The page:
In casu, Applicant is only concerned with the procedure of her dismissal.

  1. The procedure for termination of an employee for operation reasons, has been laid out under section 19 of the Codes of Good Practice (supra). In terms of that section, there has to be a joint problem solving exercise between an employer and an employee, with the purpose to reach an agreement on the following,

(a) alternatives to dismissals ...

(b) criteria for selecting the employees for dismissal ...

(c) steps to minimise dismissals ...

(d) conditions on which dismissals take place ...

(e) steps to avoid the adverse effects of the dismissals ….”

  1. Evidence has shown that the employees of Respondent were divided into groups to find ways of avoiding retrenchments. These views were not considered as Respondent management neither discussed with its employees nor implemented them. Rather what it did, was to come up with a structure that was unilaterally determined, which it imposed upon the employees. Clearly the procedural steps outlined under Section 19(4) of the Codes of Good Practice (supra), were not complied with.

  1. We are therefore of the view that Respondent has failed to show that it followed a fair procedure in terminating or dismissing Applicant. We agree with Applicants that if considered, their inputs as employees of Respondent, which were premised on cutting costs to Respondent, could have assisted towards avoiding retrenchments. We are strongly inclined to this view by the fact that the alleged reason for retrenchments was economic, as there was an allegation of lack of funds to run the programmes of Respondent.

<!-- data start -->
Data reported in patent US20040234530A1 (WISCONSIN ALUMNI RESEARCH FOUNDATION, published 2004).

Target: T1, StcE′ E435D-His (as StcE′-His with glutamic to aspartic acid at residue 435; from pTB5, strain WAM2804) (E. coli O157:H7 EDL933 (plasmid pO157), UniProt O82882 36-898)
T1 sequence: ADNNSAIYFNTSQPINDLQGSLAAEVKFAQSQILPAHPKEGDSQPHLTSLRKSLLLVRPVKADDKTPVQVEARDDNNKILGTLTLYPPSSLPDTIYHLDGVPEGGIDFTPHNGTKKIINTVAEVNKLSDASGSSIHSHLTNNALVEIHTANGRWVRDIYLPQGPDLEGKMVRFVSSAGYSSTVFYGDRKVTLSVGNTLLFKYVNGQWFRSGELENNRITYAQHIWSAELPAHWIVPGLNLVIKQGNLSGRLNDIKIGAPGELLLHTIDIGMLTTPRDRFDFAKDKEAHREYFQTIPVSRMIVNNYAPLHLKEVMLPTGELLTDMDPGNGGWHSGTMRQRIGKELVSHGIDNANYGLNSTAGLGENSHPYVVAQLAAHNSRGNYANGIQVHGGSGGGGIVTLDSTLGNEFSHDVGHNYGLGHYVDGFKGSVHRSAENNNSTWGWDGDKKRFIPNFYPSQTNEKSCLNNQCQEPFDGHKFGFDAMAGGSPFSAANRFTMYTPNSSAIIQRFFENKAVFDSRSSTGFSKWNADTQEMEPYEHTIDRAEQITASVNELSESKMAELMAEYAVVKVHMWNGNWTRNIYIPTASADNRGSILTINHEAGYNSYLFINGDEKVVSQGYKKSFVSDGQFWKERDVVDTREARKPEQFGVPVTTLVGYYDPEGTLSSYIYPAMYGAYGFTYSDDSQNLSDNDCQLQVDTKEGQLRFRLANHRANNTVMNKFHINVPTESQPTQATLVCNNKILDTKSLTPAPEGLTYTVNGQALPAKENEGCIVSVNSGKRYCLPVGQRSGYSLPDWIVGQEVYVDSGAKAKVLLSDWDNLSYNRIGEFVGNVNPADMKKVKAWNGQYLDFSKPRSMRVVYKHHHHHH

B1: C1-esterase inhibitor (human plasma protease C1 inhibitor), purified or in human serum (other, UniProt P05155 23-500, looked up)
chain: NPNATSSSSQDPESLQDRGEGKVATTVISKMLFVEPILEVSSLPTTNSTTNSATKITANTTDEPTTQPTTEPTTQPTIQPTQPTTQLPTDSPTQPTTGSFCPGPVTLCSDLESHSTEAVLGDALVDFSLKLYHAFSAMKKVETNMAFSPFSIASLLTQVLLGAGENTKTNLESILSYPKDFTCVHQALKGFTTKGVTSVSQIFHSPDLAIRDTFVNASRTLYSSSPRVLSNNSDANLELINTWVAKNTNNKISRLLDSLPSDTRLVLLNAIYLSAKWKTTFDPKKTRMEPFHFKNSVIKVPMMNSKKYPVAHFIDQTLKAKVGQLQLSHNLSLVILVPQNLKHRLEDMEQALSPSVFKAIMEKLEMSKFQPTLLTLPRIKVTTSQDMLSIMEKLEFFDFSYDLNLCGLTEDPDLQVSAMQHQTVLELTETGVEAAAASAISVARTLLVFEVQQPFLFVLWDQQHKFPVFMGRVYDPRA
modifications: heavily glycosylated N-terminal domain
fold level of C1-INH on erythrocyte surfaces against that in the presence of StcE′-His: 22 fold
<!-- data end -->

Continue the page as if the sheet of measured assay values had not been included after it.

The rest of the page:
1. Applicant prayed that should the Court find in her favour, that she be awarded the remainder of her contract together with the benefits that she could have accrued but for termination, at least in terms of the prayers as contained in her originating application. However, no evidence has been led to establish these benefits and We cannot therefore award same. Consequently, We will only award what has been established before Us, namely the amount due to her.


  1. Applicant earned a salary of M12,607-00 at the time of her termination. Her contract was from 29th September 2010 to 30th September 2014. She was dismissed on 31st July 2013. By a simple arithmetic calculation, at the time of her dismissal she had one year and two months to the end of her contract. She thus has the remaining period of 14 months.

  1. She however stated during cross examination that, she was only out of employment from July 2013 to June 2014. Therefore for the 11 months in this period, she was without employment. She is thus entitled to her full salary only for the 11 months. The computation is as follows:

M12,607-00 x 11 = M138,677-00.

  1. In the period from June 2014 and beyond, she earned a salary of M11,000-00 which is about M1,607-00 (M12,607-00 – M11,000-00) below the initial salary with respondent. In the period between June 2014 and September 2014, which is about 4 months, she earned less by M6,428-00, (which is M1,607 x 4 months). The total amount awarded to applicant is thus M138,677 + M6,428-00 = M145,105-00.


We therefore make an award as follows,

  1. The dismissal of Applicant is unfair.

  2. Respondent is ordered to pay Applicant the compensation amount of M145,105-00, calculated above.

  3. The amount is to be paid within 30 days of issuance herewith.

  4. No order as to costs.